Have you ever walked in to your home and felt a headache coming on, or rushing to open the windows?

It’s natural to think of polluting cars and air pollution outside your home, but could it be something inside your home?

Take a good look around your living room and bedrooms, bathrooms and kitchen. What do you see and smell that could be affecting your health?

If a mould and moisture problem goes unaddressed long enough, structural damage is likely to result, and one of the most important and most overlooked places is your roof.

The roof over your head, your “hat” so to speak, protects your building from any kind of weather. If a roof is allowed to leak long enough, water ingress and damage potentially weakens ceilings, walls and floors by keeping building materials damp and potentially feeds mould.

Routine inspections of roofing should be carried out at least twice a year. If your roof is flat, surrounded by overhanging trees or is older, more frequent inspections are advised.

Ask someone – either a qualified roofer, or someone who knows the roof well, to carry out the inspection on a dry day, being mindful to wear good non slip shoes and not to damage the surface.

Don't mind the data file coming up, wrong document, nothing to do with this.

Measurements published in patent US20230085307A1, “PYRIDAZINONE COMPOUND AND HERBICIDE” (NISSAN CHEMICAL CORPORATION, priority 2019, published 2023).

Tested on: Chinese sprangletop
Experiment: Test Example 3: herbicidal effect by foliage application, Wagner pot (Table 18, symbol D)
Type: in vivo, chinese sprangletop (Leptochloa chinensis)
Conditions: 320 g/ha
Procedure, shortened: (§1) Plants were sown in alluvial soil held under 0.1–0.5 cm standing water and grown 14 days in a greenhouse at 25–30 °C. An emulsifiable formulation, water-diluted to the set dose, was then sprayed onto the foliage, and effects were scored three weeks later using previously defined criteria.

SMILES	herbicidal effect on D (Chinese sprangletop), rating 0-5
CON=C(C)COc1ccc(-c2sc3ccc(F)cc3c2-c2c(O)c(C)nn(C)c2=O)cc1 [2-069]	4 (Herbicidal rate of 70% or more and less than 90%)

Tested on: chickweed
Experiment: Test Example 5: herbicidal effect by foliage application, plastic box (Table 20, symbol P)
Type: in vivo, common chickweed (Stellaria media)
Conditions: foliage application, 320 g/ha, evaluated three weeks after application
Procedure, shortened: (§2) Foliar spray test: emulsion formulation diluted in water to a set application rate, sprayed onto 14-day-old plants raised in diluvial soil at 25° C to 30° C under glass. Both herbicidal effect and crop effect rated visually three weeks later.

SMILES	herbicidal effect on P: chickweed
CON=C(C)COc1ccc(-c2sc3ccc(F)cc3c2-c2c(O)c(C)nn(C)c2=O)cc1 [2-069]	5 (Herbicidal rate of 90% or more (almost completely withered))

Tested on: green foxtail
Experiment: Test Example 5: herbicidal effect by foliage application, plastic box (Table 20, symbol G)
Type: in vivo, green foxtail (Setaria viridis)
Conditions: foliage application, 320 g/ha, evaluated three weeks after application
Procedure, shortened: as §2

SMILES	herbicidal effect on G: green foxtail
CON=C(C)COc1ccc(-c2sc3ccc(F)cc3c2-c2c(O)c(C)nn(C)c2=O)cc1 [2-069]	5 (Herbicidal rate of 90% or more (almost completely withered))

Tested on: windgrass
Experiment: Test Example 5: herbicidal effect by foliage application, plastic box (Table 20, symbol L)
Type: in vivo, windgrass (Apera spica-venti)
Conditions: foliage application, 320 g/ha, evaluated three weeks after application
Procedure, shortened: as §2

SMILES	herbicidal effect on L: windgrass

How to inspect your roof for damage

  • Remove accumulated leaves and twigs.
  • Check for holes or splits in the surface.
  • Check joins and laps are intact.
  • Check the edges and roof flashings are in place and not torn or damaged.
  • Check gutters and drains are clear of debris, rusting, holes or signs of algae.
  • If water can be seen pooling after rain, note where it is (water can track under failed joints and bubble under surfaces).
  • Check for any corresponding damp areas on the eaves outside and ceilings inside.
  • Check the roof cavity area by going in via the man hole.
  • Check supports and insulation for dampness, odours, water marks.
  • Check for rodent and pest occupation. If present call a pest professional for further assessment.

When mould is suspected, call in a Building Biologist to investigate. If it is causing damage to the structural integrity of the building, a structural engineer with relevant expertise should be consulted.

How often do you inspect your roof? Answer in the comments below!

Towards healthier living Carol Parr ♥

Together we bring about healthy indoor environments and create rooms that provide calmness, healthy sleep, relaxation and restored energy for you and your family, create workplaces that provide ideal personnel attendance and elevated productivity.

By returning indoor spaces to more natural conditions, we strengthen you and your family and your personnel’s mind, body and spirit. It’s nice that it also sustains our planet’s ecology, you’d agree.

Carol Parr

Author Carol Parr

Carol Parr is a Building Biologist and Healthy Home Wizard. She has worked with asthma and allergy sufferers in their homes and work places for over twenty years, specialising in mould, dust mites, chemicals, EMFs and WiFi. When she’s not turning unhealthy rooms into healthier, relaxing and productive spaces, she’s most likely frightening her husband and their children with numerous “let’s see what this does when …” projects.

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